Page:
roller skates. During the six days of the Nazi Party congress, she discovered, she said, that she "had a definite talent for documentaries." During the five-month postproduction period, Riefenstahl, confronted with a distributor's deadline, worked up to 16 hours a day, whittling 61 hours of
footage down to two.
When TRIUMPH OF THE WILL premiered in March 1935, Party bigwigs cheered, Hitler was pleased, and Riefenstahl fainted. Despite a disappointing reception by the German movie-going public, the film went on to win Germany's National Film Prize and, more surprisingly, the grand prize at a French
exposition. After the war, Riefenstahl was arrested by the French and spent several years attempting to clear her name of the taint of fascism. Although ultimately she was officially deemed a "mere follower" of Nazism, and thus innocent of war crimes, the onus created by TRIUMPH OF THE WILL has
haunted her ever since.
Virtually everything of artistic value in TRIUMPH OF THE WILL occurs in its first two reels, a visually symphonic prologue free of synchronized sound, oppressive oration, or stiffly formal ritual. Riefenstahl seemed to be happiest filming the almost abstract cloud formations that begin the film,
and the early morning shots of nearly naked German soldiers engaged in happy horseplay provide a revealing illustration of the filmmaker's arguably fascistic (small f) attraction to youth and physical beauty, a preoccupation that would blossom to epic proportions in OLYMPIAD, Riefenstahl's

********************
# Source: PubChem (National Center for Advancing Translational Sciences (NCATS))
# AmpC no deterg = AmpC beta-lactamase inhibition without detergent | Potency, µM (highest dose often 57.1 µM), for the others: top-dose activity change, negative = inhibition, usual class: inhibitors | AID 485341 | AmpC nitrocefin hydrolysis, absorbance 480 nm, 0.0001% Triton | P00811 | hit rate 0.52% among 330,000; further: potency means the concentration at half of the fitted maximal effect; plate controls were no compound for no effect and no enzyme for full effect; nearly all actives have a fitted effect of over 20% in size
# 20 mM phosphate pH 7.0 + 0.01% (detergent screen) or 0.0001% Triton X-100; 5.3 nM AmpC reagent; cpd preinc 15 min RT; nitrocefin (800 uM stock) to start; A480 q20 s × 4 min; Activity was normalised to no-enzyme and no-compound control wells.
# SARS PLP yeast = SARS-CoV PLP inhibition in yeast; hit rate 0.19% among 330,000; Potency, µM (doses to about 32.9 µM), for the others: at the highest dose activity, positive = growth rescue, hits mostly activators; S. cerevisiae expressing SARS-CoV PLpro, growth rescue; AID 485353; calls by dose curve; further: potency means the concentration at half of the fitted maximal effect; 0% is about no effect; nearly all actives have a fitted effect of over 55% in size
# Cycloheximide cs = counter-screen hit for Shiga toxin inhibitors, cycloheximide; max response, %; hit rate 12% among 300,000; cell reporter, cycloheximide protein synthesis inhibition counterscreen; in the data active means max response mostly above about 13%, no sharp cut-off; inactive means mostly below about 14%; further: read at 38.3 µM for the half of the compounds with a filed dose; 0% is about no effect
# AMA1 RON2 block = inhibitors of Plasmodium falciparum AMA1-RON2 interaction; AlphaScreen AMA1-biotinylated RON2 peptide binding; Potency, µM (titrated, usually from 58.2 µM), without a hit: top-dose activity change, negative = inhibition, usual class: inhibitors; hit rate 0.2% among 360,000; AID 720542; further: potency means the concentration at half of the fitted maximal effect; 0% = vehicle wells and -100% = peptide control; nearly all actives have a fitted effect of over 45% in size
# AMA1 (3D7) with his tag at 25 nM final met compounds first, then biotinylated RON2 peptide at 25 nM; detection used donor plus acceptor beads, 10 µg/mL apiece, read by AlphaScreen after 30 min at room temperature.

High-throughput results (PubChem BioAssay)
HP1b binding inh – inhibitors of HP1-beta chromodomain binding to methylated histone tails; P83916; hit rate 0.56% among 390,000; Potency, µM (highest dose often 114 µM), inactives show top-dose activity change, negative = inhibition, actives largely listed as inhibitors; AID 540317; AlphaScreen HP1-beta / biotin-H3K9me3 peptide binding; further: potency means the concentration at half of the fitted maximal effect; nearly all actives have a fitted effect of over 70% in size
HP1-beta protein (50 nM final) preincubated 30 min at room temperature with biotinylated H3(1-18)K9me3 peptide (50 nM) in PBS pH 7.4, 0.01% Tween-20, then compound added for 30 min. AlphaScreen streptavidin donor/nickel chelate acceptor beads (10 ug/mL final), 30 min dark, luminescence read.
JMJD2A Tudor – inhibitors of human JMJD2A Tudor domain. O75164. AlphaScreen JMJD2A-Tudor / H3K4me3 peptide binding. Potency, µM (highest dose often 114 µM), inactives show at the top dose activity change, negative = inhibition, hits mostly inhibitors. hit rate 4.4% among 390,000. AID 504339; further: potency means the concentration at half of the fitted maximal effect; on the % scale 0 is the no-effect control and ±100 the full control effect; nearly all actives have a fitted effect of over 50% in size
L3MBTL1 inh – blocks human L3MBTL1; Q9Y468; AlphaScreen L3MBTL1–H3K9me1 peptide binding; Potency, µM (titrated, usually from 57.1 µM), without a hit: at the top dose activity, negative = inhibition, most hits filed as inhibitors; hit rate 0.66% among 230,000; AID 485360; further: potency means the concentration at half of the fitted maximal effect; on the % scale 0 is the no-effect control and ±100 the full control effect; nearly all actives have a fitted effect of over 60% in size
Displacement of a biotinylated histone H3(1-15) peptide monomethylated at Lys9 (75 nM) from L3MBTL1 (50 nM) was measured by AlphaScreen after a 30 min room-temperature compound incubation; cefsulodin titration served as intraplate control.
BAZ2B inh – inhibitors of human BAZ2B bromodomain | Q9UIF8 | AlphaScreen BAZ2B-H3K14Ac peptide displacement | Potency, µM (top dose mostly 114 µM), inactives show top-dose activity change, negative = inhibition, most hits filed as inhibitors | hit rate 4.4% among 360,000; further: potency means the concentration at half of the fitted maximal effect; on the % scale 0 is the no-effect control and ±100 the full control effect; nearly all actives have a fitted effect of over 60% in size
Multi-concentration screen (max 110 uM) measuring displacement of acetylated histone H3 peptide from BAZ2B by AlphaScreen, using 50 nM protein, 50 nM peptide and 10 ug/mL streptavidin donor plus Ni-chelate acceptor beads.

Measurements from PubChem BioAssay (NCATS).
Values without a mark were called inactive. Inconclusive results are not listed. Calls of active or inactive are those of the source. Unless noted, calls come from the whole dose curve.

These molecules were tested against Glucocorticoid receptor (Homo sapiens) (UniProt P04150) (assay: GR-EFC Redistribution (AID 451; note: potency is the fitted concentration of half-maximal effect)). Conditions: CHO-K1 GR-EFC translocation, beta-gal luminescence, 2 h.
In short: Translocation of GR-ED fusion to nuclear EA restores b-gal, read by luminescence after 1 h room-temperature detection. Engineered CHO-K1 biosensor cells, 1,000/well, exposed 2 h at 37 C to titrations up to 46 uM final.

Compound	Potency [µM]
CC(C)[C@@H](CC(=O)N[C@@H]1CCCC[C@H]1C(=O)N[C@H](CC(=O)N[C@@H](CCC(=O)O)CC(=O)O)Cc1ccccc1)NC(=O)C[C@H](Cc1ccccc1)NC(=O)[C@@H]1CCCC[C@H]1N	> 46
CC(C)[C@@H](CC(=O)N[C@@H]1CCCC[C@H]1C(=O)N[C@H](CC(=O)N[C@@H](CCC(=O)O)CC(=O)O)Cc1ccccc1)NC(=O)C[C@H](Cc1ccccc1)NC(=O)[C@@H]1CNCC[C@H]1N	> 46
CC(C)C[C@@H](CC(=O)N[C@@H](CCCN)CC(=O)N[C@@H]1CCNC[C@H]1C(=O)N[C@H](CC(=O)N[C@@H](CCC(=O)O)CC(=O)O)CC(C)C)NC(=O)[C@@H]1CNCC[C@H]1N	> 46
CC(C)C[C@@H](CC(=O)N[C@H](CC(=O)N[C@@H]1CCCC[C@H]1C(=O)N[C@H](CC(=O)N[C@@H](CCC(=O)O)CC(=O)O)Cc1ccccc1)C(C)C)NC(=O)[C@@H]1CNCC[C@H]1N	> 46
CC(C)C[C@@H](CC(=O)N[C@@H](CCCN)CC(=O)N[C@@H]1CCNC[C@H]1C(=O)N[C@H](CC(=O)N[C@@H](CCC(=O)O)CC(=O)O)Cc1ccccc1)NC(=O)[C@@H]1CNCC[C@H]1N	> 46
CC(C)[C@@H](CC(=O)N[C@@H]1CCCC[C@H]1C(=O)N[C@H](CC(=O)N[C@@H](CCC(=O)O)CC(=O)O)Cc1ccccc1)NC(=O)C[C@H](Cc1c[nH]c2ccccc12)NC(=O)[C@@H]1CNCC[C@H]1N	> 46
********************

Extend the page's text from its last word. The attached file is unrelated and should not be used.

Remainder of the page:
monumental documentary of the 1936 Olympic Games in Berlin.
23 minutes into the film, when Hess opens his rather misshapen mouth and says, "I open the sixth Party congress in respectful memory of the deceased chief of state, General Field Marshal, President von Hindenburg," the fun ends and the film's real business--the display and celebration of
Nazism--begins. Riefenstahl may have been accorded so-called creative control, but how free in fact was she? Could she show the fuhrer picking his nose? The result is a film that is simultaneously monotonous and horrifying--a historically important but artistically bereft fascist "industrial," a
movie that, despite its almost constantly tracking camerawork, is stillborn. Riefenstahl couldn't make a silk purse out of a sow's ear; the most she can be credited with is producing a silk ear.
How complicit was Riefenstahl? Not surprisingly, different statements she has made at different times reflect different attitudes. In a 1935 booklet (possibly ghostwritten), she praised Hitler and his cause to the skies. After the war, she insisted that TRIUMPH OF THE WILL was "not a propaganda
film....It is history. A pure historical film." One thing she is clear about: "I have never done anything I didn't want to do, and nothing I've ever been ashamed of" (1965).
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- Review: In 1934, the Nazis commissioned filmmaker Leni Riefenstahl to document their annual party congress, a six-day event that would take place in Nuremberg, Germany, in early September. The resulting film, TRIUMPH OF THE WILL (Hitler's title), had major effects… (more)